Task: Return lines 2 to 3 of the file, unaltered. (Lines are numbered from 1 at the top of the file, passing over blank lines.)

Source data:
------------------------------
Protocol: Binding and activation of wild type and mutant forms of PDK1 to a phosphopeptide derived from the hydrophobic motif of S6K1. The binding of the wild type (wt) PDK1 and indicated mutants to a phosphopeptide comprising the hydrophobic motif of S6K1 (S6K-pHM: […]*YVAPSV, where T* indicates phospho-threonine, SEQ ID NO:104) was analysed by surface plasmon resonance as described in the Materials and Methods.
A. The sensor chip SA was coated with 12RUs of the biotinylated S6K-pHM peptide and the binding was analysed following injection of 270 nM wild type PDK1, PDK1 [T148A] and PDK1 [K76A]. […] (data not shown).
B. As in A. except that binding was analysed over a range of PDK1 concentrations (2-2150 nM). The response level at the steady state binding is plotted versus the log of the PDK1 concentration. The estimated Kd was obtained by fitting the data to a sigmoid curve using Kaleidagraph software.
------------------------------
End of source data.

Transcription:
A. The sensor chip SA was coated with 12RUs of the biotinylated S6K-pHM peptide and the binding was analysed following injection of 270 nM wild type PDK1, PDK1 [T148A] and PDK1 [K76A]. […] (data not shown).
B. As in A. except that binding was analysed over a range of PDK1 concentrations (2-2150 nM). The response level at the steady state binding is plotted versus the log of the PDK1 concentration. The estimated Kd was obtained by fitting the data to a sigmoid curve using Kaleidagraph software.